The Alimentaria Anecdotes

This biennial wine/food fair is always a must in the wino/foodie’s diary . . . . albeit that . . .




This biennial wine/food fair is always a must in the wino/foodie’s diary. I think this is my 7th time in Barcelona for this event and after the first day I’m pleased to say that I’m enjoying the experience as always. Albeit, that there seems to be a change afoot – although it could be a one-off?


I know the halcyon pre-la-crisis days (before the Spanish recession) are gone, maybe forever, but I have to say that the encouraging signs that Spain is coming out of that dreadful economic blight, as witnessed in my area of the Costa Blanca, where the phoenix-like real estate agents proliferate once again, are not so noticeable here.


The rise and rise of the popularity of artisan olive oils is evidenced by the noticeable increase in the number of stands devoted to them, in a marked contrast to the number of wine stands this year. Furthermore, in the Intervin Hall, where two years ago for example, not even in pre-la-crisis times, there have to be the fewest wine exhibitors I’ve seen, but the most wine related (sometimes tenuously) other stands offering for example, snacks etc to accompany wine, and boxes in which to place the bottles.


And if that’s not worrying enough (for the hosts) there are several areas where rough seating has been arranged, occupying spaces that should have been filled with wine exhibitors. In past years the exhibition area has been full to bursting with wineries all trying to tempt the press and, more importantly, buyers too.


Indeed I wrote one article several Alimentaria’s ago entitles ‘The Changing Face of Alimentaria’ – a reference to the increasing number of Chinese buyers who were being feted by all and sundry in their attempts to break into the, predicted burgeoning Asian market. The aisles were packed – today not so at all.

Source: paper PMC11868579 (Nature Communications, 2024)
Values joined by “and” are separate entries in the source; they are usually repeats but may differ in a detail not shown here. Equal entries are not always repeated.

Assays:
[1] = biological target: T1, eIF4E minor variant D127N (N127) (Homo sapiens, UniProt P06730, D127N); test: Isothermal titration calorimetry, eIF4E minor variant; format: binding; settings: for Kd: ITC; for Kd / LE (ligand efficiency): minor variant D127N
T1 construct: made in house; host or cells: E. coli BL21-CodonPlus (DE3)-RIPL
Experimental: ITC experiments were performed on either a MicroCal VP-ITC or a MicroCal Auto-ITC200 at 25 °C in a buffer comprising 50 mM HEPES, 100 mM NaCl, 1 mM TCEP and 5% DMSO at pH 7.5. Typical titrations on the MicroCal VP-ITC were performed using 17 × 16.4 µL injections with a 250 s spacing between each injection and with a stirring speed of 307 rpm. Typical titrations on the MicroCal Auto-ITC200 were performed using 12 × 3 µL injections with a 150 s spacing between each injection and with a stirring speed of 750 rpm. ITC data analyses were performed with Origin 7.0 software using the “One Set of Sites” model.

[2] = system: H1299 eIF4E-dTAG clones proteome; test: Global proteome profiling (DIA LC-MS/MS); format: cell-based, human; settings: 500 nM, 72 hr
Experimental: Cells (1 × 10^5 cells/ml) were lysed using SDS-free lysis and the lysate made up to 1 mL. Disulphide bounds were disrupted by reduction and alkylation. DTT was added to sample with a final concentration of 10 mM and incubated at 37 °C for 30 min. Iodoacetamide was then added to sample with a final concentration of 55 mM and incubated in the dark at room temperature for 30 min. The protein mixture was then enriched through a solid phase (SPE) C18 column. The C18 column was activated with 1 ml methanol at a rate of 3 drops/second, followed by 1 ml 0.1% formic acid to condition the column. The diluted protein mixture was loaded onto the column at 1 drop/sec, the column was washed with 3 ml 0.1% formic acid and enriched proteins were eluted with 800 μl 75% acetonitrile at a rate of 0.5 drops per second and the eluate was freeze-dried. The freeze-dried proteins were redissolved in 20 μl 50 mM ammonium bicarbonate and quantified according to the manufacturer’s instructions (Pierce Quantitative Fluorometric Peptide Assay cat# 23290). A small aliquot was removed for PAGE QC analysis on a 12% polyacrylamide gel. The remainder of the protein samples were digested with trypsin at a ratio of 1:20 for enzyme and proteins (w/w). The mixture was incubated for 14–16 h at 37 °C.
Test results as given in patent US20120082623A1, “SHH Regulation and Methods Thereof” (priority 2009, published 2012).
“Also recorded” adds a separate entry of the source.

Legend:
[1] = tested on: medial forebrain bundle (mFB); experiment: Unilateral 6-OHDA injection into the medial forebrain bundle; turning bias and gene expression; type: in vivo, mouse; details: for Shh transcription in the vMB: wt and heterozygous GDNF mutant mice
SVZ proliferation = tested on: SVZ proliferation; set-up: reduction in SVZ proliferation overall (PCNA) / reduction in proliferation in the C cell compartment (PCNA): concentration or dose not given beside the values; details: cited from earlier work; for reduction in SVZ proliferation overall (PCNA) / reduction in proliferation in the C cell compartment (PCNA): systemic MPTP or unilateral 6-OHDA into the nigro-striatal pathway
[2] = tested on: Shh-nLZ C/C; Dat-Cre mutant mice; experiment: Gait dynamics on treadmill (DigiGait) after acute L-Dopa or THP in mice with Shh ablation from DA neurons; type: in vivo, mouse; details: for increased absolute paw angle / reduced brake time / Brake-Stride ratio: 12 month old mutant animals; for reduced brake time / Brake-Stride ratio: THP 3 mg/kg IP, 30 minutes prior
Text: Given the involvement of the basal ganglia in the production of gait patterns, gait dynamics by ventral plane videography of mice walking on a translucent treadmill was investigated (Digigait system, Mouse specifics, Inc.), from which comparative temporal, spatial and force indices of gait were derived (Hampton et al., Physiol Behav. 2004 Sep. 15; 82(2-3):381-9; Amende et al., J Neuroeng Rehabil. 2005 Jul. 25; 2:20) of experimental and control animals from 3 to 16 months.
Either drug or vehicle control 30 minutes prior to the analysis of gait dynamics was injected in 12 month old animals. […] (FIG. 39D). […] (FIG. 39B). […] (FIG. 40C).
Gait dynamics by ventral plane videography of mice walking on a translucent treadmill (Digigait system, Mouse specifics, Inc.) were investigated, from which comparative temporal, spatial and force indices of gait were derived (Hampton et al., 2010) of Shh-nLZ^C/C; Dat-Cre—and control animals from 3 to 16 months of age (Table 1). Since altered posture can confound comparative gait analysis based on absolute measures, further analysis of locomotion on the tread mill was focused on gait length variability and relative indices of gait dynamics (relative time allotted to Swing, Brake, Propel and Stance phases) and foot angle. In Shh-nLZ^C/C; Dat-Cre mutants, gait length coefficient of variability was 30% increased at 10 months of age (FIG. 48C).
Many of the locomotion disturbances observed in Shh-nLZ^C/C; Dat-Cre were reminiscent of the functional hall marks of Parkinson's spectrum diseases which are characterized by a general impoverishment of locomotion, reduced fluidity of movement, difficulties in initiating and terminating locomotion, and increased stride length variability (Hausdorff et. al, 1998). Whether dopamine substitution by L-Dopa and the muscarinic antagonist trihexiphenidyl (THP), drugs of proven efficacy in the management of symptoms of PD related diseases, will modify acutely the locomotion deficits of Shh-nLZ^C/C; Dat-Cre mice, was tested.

So what does it mean? That the quality of Spanish wine is on the wane? No – far from it. I’ve just returned from a José Peñin led tasting where impressive statistics were shown, indicating, nay, proving that the standard of Spanish wine is currently at an all time high.


So exactly what is the nature of the problem, perceived by me at least?


Is it perhaps the competition? Fenavin, another Biennial fair, held usually in Ciudad Real, where I was last year, seems to expand year on year – is this a reason for an apparent decline in numbers exhibiting in Alimentaria? Or, maybe it’s the prices charged by a perhaps slightly arrogant Alimentaria?


A new friend of mine, a ‘natural wine’ maker was asked if he’d like to exhibit at Alimentaria 2016n as poart if a group of similarly disposed winemakers. His reasons declining were firstly the cost, and, admittedly, the perceived public’s indifference to the notion of ‘natural wines’.


Or is the decline simply a matter of a gradual loss of Alimentaria’s magnetism – are fewer people drawn to the event?